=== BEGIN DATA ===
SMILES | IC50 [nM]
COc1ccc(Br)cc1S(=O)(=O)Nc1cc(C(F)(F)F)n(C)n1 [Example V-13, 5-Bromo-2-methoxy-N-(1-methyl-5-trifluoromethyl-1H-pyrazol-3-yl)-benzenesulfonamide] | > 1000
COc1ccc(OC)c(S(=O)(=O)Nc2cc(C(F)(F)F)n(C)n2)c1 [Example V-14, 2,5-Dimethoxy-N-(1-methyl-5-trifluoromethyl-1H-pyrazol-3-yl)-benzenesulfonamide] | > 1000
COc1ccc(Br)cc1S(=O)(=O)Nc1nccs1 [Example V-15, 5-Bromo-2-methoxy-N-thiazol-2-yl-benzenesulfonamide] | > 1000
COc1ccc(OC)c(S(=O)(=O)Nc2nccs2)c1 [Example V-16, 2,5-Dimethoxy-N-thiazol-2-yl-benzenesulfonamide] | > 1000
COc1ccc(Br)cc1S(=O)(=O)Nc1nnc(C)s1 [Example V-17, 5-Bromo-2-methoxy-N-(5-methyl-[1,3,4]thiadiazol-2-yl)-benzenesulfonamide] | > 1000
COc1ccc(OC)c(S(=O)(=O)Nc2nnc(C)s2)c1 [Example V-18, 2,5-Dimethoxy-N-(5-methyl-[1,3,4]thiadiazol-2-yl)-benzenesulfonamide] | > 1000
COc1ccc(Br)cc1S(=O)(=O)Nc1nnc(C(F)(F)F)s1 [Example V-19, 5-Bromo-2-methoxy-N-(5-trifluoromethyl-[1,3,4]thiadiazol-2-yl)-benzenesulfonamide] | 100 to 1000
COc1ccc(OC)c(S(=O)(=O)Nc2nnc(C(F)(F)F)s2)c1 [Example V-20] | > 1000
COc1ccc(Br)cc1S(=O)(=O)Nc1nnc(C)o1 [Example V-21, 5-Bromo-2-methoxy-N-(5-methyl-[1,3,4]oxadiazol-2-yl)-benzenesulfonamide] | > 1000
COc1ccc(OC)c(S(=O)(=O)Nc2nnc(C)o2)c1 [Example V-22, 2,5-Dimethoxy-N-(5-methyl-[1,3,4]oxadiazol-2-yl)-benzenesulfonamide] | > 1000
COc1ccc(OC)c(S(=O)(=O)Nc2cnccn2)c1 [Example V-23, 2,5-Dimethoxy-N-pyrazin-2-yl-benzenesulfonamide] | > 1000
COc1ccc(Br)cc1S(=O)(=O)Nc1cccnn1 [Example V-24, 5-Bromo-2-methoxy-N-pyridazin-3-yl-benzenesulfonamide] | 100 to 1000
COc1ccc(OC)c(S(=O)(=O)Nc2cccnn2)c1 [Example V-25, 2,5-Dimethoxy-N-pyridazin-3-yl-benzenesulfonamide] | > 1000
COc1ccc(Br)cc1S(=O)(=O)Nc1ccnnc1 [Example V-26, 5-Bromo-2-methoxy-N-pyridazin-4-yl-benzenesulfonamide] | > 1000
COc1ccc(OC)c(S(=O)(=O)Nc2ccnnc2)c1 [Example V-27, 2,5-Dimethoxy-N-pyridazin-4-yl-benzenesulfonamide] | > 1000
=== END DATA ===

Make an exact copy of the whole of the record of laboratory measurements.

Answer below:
SMILES | IC50 [nM]
COc1ccc(Br)cc1S(=O)(=O)Nc1cc(C(F)(F)F)n(C)n1 [Example V-13, 5-Bromo-2-methoxy-N-(1-methyl-5-trifluoromethyl-1H-pyrazol-3-yl)-benzenesulfonamide] | > 1000
COc1ccc(OC)c(S(=O)(=O)Nc2cc(C(F)(F)F)n(C)n2)c1 [Example V-14, 2,5-Dimethoxy-N-(1-methyl-5-trifluoromethyl-1H-pyrazol-3-yl)-benzenesulfonamide] | > 1000
COc1ccc(Br)cc1S(=O)(=O)Nc1nccs1 [Example V-15, 5-Bromo-2-methoxy-N-thiazol-2-yl-benzenesulfonamide] | > 1000
COc1ccc(OC)c(S(=O)(=O)Nc2nccs2)c1 [Example V-16, 2,5-Dimethoxy-N-thiazol-2-yl-benzenesulfonamide] | > 1000
COc1ccc(Br)cc1S(=O)(=O)Nc1nnc(C)s1 [Example V-17, 5-Bromo-2-methoxy-N-(5-methyl-[1,3,4]thiadiazol-2-yl)-benzenesulfonamide] | > 1000
COc1ccc(OC)c(S(=O)(=O)Nc2nnc(C)s2)c1 [Example V-18, 2,5-Dimethoxy-N-(5-methyl-[1,3,4]thiadiazol-2-yl)-benzenesulfonamide] | > 1000
COc1ccc(Br)cc1S(=O)(=O)Nc1nnc(C(F)(F)F)s1 [Example V-19, 5-Bromo-2-methoxy-N-(5-trifluoromethyl-[1,3,4]thiadiazol-2-yl)-benzenesulfonamide] | 100 to 1000
COc1ccc(OC)c(S(=O)(=O)Nc2nnc(C(F)(F)F)s2)c1 [Example V-20] | > 1000
COc1ccc(Br)cc1S(=O)(=O)Nc1nnc(C)o1 [Example V-21, 5-Bromo-2-methoxy-N-(5-methyl-[1,3,4]oxadiazol-2-yl)-benzenesulfonamide] | > 1000
COc1ccc(OC)c(S(=O)(=O)Nc2nnc(C)o2)c1 [Example V-22, 2,5-Dimethoxy-N-(5-methyl-[1,3,4]oxadiazol-2-yl)-benzenesulfonamide] | > 1000
COc1ccc(OC)c(S(=O)(=O)Nc2cnccn2)c1 [Example V-23, 2,5-Dimethoxy-N-pyrazin-2-yl-benzenesulfonamide] | > 1000
COc1ccc(Br)cc1S(=O)(=O)Nc1cccnn1 [Example V-24, 5-Bromo-2-methoxy-N-pyridazin-3-yl-benzenesulfonamide] | 100 to 1000
COc1ccc(OC)c(S(=O)(=O)Nc2cccnn2)c1 [Example V-25, 2,5-Dimethoxy-N-pyridazin-3-yl-benzenesulfonamide] | > 1000
COc1ccc(Br)cc1S(=O)(=O)Nc1ccnnc1 [Example V-26, 5-Bromo-2-methoxy-N-pyridazin-4-yl-benzenesulfonamide] | > 1000
COc1ccc(OC)c(S(=O)(=O)Nc2ccnnc2)c1 [Example V-27, 2,5-Dimethoxy-N-pyridazin-4-yl-benzenesulfonamide] | > 1000